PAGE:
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Re: [PATCH] http-backend: treat empty CONTENT_LENGTH as zero




Jonathan Nieder <jrnieder@xxxxxxxxx> writes:

> Kicking off the reviews: ;-)
>
> Jonathan Nieder wrote:
>
>> --- a/http-backend.c
>> +++ b/http-backend.c
>> @@ -350,10 +350,25 @@ static ssize_t read_request_fixed_len(int fd, ssize_t req_len, unsigned char **o
>>  
>>  static ssize_t get_content_length(void)
> [...]
>> +		/*
>> +		 * According to RFC 3875, an empty or missing
>> +		 * CONTENT_LENGTH means "no body", but RFC 3875
>> +		 * precedes HTTP/1.1 and chunked encoding. Apache and
>> +		 * its imitators leave CONTENT_LENGTH unset for
>
> Which imitators?  Maybe this should just say "Apache leaves [...]".

I tend to agree; I do not mind amending the text while queuing.

>> +		 * chunked requests, for which we should use EOF to
>> +		 * detect the end of the request.
>> +		 */
>> +		str = getenv("HTTP_TRANSFER_ENCODING");
>> +		if (str && !strcmp(str, "chunked"))
>
> RFC 2616 says Transfer-Encoding is a list of transfer-codings applied,
> in the order that they were applied, and that "chunked" is always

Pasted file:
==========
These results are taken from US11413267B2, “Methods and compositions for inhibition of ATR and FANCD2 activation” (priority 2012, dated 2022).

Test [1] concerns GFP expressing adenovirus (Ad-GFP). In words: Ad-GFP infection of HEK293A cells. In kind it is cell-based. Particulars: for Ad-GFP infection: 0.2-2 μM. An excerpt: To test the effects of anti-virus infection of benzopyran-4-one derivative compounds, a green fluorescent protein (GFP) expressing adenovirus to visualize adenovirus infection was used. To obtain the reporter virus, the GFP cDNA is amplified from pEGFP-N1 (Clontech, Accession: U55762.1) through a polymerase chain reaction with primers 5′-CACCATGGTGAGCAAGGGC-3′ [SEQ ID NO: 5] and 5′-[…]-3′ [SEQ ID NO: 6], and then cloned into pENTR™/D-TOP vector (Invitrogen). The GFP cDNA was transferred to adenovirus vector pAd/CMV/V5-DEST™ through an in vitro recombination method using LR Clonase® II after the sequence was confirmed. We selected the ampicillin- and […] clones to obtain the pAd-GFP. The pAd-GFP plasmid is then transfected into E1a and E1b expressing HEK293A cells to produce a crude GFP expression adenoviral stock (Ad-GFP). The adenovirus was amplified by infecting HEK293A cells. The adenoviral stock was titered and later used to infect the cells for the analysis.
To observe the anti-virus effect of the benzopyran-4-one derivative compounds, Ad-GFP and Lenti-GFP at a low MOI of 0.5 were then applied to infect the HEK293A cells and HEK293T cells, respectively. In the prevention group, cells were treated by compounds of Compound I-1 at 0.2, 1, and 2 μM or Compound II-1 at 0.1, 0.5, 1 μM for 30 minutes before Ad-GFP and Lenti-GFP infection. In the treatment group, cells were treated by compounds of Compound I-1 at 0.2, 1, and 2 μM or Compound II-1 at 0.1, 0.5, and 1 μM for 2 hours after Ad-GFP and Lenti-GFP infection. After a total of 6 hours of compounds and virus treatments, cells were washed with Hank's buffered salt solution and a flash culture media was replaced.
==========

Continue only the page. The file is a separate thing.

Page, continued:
> applied last.  That means a transfer-encoding like
>
> 	Transfer-Encoding: identity chunked
>
> would be permitted, or e.g.
>
> 	Transfer-Encoding: gzip chunked
>
> Does that means we should be using a check like
>
> 	str && (!strcmp(str, "chunked") || ends_with(str, " chunked"))
>
> ?

Hmph, that's 

	"Transfer-Encoding" ":" 1#transfer-coding

where #rule is

   #rule
      A construct "#" is defined, similar to "*", for defining lists of
      elements. The full form is "<n>#<m>element" indicating at least
      <n> and at most <m> elements, each separated by one or more commas
      (",") and OPTIONAL linear white space (LWS). This makes the usual
      form of lists very easy; a rule such as
         ( *LWS element *( *LWS "," *LWS element ))
      can be shown as
         1#element

So

 - you need to account for comma
 - your LWS may not be a SP

if you want to handle gzipped stream coming in a chunked form, I
think.

Unless I am missing the rule in CGI spec that is used to transform
the value on the Transfer-Encoding header to HTTP_TRANSFER_ENCODING
environment variable, that is.

> That said, a quick search of codesearch.debian.net mostly finds
> examples using straight comparison, so maybe the patch is fine as-is.

I do not think we would mind terribly if we do not support
combinations like gzipped-and-then-chunked from day one.  An in-code
NEEDSWORK comment that refers to the production in RFC 2616 Page 143
may not hurt, though.

Thanks.